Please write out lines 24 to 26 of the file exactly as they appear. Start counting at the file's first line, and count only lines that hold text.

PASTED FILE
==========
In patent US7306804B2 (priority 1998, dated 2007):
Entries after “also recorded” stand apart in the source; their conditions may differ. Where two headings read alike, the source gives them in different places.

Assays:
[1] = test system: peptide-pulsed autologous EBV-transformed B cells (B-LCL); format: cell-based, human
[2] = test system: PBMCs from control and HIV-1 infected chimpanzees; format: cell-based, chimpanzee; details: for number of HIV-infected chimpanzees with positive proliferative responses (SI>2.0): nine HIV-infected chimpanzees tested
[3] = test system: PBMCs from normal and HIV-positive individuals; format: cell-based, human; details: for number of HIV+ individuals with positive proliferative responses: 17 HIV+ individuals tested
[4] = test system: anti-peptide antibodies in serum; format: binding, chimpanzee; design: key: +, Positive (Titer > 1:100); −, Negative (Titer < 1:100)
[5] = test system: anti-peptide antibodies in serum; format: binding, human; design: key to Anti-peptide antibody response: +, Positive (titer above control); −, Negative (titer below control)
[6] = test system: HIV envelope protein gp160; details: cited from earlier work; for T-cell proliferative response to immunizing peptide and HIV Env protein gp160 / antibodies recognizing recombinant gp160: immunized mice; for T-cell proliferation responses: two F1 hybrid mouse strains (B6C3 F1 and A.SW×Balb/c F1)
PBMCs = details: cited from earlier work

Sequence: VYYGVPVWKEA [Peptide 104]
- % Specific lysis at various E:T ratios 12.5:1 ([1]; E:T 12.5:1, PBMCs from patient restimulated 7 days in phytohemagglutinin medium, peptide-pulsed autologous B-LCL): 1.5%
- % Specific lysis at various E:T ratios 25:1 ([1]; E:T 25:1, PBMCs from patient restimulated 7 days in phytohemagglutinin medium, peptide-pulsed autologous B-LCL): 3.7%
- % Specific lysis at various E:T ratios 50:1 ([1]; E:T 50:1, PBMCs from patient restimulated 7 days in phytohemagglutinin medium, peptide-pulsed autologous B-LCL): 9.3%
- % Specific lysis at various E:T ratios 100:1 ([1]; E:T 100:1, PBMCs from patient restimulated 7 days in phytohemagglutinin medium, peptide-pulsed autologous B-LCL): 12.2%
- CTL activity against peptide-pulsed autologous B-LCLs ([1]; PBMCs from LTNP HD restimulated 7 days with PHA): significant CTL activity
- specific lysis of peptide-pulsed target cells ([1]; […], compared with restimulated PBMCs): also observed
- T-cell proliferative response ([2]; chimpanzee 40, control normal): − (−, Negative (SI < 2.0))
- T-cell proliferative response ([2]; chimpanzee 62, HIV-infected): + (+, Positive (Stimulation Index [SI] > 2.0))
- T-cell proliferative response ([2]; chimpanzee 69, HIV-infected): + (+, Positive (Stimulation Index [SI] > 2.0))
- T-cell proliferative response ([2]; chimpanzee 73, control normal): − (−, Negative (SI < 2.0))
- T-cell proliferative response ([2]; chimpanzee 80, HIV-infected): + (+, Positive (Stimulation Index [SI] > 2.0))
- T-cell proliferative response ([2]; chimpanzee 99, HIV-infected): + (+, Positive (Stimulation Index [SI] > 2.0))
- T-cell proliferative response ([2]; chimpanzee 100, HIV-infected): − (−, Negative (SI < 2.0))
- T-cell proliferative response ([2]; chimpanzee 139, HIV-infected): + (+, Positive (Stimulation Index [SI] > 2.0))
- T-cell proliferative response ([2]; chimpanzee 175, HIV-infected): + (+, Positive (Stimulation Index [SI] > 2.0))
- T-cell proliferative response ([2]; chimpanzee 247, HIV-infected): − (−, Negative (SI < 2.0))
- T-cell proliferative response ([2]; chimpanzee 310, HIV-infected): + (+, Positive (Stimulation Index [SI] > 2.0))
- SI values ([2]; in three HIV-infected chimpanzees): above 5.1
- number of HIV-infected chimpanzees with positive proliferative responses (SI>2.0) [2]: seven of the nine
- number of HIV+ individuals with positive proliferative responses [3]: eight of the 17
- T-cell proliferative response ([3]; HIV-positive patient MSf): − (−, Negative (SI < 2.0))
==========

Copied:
- T-cell proliferative response ([2]; chimpanzee 100, HIV-infected): − (−, Negative (SI < 2.0))
- T-cell proliferative response ([2]; chimpanzee 139, HIV-infected): + (+, Positive (Stimulation Index [SI] > 2.0))
- T-cell proliferative response ([2]; chimpanzee 175, HIV-infected): + (+, Positive (Stimulation Index [SI] > 2.0))